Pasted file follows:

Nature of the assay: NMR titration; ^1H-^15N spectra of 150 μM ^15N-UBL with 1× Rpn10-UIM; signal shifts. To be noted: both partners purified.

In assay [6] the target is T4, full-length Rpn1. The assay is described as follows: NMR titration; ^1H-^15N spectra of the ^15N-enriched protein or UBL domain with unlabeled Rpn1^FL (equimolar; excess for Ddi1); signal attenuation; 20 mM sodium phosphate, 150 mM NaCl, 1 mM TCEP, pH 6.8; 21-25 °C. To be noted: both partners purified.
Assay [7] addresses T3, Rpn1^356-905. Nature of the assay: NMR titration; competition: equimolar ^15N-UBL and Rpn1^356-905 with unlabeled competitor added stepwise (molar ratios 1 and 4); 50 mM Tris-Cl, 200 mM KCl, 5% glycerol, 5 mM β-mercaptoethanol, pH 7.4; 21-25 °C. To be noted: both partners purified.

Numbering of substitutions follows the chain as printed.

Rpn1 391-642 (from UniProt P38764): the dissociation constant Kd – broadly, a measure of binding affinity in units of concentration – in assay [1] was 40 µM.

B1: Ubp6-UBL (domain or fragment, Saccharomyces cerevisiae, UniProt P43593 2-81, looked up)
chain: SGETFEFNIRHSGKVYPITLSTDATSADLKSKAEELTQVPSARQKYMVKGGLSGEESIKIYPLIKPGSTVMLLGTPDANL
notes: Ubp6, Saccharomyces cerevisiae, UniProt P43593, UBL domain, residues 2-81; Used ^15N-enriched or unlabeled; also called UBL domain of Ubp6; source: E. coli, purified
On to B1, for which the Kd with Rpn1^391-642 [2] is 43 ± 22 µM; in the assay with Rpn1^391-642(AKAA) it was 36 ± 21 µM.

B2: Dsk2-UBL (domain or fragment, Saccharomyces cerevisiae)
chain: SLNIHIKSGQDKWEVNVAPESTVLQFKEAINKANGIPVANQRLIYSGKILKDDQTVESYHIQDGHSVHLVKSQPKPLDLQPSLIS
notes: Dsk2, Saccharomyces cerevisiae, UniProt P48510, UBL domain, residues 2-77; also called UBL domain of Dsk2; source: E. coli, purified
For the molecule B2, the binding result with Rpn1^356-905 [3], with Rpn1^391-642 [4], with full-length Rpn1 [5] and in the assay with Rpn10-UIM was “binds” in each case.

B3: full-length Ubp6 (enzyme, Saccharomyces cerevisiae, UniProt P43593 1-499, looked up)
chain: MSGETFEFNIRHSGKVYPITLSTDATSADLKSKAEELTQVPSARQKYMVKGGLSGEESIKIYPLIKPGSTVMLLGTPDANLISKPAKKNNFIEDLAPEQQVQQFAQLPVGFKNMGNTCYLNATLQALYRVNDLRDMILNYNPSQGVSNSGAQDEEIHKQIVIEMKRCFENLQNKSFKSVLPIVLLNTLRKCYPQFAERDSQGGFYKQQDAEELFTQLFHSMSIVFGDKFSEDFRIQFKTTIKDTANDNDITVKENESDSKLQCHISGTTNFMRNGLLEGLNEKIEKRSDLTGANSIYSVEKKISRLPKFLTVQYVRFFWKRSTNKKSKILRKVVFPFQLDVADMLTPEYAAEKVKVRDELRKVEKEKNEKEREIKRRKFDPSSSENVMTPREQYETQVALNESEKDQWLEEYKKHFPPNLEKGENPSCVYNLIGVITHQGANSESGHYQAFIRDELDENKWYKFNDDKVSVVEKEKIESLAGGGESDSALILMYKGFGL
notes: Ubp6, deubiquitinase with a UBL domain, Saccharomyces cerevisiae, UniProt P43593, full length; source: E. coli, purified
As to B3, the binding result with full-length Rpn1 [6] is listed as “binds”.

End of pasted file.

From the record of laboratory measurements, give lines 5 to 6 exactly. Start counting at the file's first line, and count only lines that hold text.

Rpn1 391-642 (from UniProt P38764): the dissociation constant Kd – broadly, a measure of binding affinity in units of concentration – in assay [1] was 40 µM.

B1: Ubp6-UBL (domain or fragment, Saccharomyces cerevisiae, UniProt P43593 2-81, looked up)